This dual-stage scheme overcomes a conflict inherent in the function of any clock, according to the Mini?DACs manual: ?The clock circuitry of a typical D-to-A converter must be designed as a compromise between the ability to attenuate input signal jitter and the ability to accept any bitstream, regardless of its stability. The more the clock is allowed to track timing variations of the input, the more jitter remains in the clock at the conversion stage, with the degradation of conversion quality as a result. So, with the dual-stage clock handling each of those functions separately, the result is a very low jitter clock for the final conversion. The combination of minimal jitter and high-quality converters is why the Mini?DAC sounds so good.

There are a multitude of uses for the Mini?DAC. It gives you audiophile-grade DVD/CD playback in a studio, a home stereo or for a portable presentation. It has inputs for just about any digital source that you'd want to connect. It's small enough to put in a briefcase, yet it looks professional in a studio. When paired with Apogee's Mini-Me A/D mic pre, it forms a complete audio I/O production system.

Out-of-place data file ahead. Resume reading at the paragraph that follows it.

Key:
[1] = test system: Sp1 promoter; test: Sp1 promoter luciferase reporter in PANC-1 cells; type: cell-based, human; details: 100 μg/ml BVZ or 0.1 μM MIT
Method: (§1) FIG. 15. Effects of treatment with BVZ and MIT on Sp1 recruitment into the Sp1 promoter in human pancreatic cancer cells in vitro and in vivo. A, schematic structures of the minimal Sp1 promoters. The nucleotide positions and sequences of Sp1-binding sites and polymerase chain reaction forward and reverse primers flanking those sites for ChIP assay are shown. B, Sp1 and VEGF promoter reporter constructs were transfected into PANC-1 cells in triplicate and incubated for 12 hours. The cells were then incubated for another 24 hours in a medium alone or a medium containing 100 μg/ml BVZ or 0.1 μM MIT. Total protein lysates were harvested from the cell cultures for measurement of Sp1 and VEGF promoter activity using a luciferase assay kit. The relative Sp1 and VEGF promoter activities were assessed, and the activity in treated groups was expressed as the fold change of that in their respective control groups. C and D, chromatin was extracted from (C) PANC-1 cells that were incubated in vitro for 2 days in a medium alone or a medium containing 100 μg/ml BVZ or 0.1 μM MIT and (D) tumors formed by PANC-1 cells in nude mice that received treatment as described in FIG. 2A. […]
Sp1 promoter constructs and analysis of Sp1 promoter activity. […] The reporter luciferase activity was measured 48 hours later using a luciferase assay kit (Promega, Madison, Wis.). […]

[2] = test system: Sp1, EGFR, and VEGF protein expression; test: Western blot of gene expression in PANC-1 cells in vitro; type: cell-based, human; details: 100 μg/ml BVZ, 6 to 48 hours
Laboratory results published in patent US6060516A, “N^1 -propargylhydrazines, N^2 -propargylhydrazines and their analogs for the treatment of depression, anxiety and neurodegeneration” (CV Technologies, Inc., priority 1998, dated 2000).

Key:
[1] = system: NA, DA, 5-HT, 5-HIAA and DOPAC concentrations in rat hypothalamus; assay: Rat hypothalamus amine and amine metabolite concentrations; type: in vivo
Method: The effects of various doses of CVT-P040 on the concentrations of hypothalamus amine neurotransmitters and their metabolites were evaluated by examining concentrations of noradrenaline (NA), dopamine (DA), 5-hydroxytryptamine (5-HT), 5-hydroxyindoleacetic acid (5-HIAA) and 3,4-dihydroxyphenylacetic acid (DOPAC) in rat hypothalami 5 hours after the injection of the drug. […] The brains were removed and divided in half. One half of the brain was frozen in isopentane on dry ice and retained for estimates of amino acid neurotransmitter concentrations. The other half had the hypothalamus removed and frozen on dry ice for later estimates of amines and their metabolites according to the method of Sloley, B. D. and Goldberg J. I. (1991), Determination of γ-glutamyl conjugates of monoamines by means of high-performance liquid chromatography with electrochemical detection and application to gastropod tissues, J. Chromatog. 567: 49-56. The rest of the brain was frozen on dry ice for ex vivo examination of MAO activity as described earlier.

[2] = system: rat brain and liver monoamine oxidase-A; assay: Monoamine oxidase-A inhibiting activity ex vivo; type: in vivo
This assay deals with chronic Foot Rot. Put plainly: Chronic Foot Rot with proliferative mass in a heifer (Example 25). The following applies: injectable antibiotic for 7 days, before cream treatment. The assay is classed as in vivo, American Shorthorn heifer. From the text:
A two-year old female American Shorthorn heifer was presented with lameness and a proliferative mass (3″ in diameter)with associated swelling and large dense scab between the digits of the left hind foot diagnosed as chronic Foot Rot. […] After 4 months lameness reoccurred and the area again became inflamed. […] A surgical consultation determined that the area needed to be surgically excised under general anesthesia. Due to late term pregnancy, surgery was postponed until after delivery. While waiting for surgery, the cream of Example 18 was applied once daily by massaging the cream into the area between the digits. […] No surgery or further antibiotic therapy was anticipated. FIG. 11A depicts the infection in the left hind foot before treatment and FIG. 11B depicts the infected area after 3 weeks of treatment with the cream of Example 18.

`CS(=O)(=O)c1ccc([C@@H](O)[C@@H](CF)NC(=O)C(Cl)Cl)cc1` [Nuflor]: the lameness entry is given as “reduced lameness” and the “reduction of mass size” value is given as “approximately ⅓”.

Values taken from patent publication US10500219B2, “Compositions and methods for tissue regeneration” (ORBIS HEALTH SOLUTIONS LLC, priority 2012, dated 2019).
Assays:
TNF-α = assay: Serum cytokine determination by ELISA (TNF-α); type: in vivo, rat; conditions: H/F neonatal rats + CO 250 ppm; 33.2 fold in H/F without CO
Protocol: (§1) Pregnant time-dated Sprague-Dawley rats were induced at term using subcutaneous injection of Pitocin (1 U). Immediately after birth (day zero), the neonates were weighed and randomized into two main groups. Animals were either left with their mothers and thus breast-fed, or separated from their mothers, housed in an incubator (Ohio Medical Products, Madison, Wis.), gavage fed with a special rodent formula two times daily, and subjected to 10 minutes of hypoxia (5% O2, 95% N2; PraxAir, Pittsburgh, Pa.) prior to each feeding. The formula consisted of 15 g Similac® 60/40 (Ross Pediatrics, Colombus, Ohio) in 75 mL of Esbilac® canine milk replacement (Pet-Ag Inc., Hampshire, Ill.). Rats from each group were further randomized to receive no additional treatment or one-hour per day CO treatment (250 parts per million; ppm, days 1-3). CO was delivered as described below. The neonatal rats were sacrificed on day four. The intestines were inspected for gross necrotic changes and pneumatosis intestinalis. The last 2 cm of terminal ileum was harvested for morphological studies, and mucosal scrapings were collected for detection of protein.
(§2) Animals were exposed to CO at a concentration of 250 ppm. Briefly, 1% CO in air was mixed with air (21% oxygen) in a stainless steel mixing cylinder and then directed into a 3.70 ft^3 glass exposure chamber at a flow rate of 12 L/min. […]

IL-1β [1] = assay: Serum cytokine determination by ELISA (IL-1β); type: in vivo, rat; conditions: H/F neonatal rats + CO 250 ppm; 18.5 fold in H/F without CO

Apogee's got another winning product for its Mini line, which in addition to the Mini?Me also includes the new Mini?MP pre-amps with the same pres as the Mini?Me without the A/D converters. If you're looking for a versatile and professional-quality D/A, the Mini?DAC would be a hard one to pass up.

USB Compatibility

OS 10.2.3 except as noted below

Native CoreAudio USB drivers provide best performance with OS 10.2.3 and above. However, some OS X apps, including Nuendo 2.0, Cubase SX and Digital Performer 4, are not CoreAudio compatible and require an OS X ASIO driver supplied by Apogee. ASIO drivers are also suggested for best performance with OS 9.

ASIO drivers required for:
Cubase SX, Nuendo 2.0 & Digital Performer 4.0
(Driver available from Apogee site)

ASIO drivers not required for:
Emagic's Logic Audio, Ableton Live, and Bias Peak

98SE, Me, 2000 and XP

Apogee-supplied ASIO drivers suggested for best performance

Windows XP note:
It is recommended that Windows XP users install Service Pack 1, which addresses known issues with USB audio.


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Related Keywords:Apogee, Mini-DAC, D/A, converter, conversion